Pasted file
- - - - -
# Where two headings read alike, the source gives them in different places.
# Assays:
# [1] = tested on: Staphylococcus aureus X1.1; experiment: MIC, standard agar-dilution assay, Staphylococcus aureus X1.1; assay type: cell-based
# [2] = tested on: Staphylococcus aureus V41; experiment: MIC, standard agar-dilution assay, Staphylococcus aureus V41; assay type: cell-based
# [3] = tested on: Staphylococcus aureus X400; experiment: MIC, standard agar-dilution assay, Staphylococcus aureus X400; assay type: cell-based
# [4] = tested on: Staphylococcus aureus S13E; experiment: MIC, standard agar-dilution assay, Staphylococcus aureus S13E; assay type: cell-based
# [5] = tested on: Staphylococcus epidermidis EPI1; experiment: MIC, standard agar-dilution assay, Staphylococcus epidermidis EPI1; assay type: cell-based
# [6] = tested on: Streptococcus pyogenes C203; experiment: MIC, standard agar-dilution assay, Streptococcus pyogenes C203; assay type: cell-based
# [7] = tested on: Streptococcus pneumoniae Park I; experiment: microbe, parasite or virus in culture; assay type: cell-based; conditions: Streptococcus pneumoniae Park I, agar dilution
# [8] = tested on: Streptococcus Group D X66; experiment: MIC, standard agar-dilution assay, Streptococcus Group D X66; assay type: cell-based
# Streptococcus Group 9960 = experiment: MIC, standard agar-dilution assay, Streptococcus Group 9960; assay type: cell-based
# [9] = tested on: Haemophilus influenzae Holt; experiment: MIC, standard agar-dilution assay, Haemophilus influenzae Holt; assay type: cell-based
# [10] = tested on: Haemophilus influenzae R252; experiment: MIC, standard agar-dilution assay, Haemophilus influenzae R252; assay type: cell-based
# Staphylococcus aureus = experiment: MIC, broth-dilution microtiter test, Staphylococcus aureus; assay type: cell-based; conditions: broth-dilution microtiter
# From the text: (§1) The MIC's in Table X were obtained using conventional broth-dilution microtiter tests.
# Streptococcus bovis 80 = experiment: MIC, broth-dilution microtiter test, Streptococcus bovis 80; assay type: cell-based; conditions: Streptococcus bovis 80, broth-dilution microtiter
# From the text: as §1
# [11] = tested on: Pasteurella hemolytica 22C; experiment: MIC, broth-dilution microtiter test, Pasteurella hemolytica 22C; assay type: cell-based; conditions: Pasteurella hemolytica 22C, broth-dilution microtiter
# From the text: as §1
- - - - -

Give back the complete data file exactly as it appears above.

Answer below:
# Where two headings read alike, the source gives them in different places.
# Assays:
# [1] = tested on: Staphylococcus aureus X1.1; experiment: MIC, standard agar-dilution assay, Staphylococcus aureus X1.1; assay type: cell-based
# [2] = tested on: Staphylococcus aureus V41; experiment: MIC, standard agar-dilution assay, Staphylococcus aureus V41; assay type: cell-based
# [3] = tested on: Staphylococcus aureus X400; experiment: MIC, standard agar-dilution assay, Staphylococcus aureus X400; assay type: cell-based
# [4] = tested on: Staphylococcus aureus S13E; experiment: MIC, standard agar-dilution assay, Staphylococcus aureus S13E; assay type: cell-based
# [5] = tested on: Staphylococcus epidermidis EPI1; experiment: MIC, standard agar-dilution assay, Staphylococcus epidermidis EPI1; assay type: cell-based
# [6] = tested on: Streptococcus pyogenes C203; experiment: MIC, standard agar-dilution assay, Streptococcus pyogenes C203; assay type: cell-based
# [7] = tested on: Streptococcus pneumoniae Park I; experiment: microbe, parasite or virus in culture; assay type: cell-based; conditions: Streptococcus pneumoniae Park I, agar dilution
# [8] = tested on: Streptococcus Group D X66; experiment: MIC, standard agar-dilution assay, Streptococcus Group D X66; assay type: cell-based
# Streptococcus Group 9960 = experiment: MIC, standard agar-dilution assay, Streptococcus Group 9960; assay type: cell-based
# [9] = tested on: Haemophilus influenzae Holt; experiment: MIC, standard agar-dilution assay, Haemophilus influenzae Holt; assay type: cell-based
# [10] = tested on: Haemophilus influenzae R252; experiment: MIC, standard agar-dilution assay, Haemophilus influenzae R252; assay type: cell-based
# Staphylococcus aureus = experiment: MIC, broth-dilution microtiter test, Staphylococcus aureus; assay type: cell-based; conditions: broth-dilution microtiter
# From the text: (§1) The MIC's in Table X were obtained using conventional broth-dilution microtiter tests.
# Streptococcus bovis 80 = experiment: MIC, broth-dilution microtiter test, Streptococcus bovis 80; assay type: cell-based; conditions: Streptococcus bovis 80, broth-dilution microtiter
# From the text: as §1
# [11] = tested on: Pasteurella hemolytica 22C; experiment: MIC, broth-dilution microtiter test, Pasteurella hemolytica 22C; assay type: cell-based; conditions: Pasteurella hemolytica 22C, broth-dilution microtiter
# From the text: as §1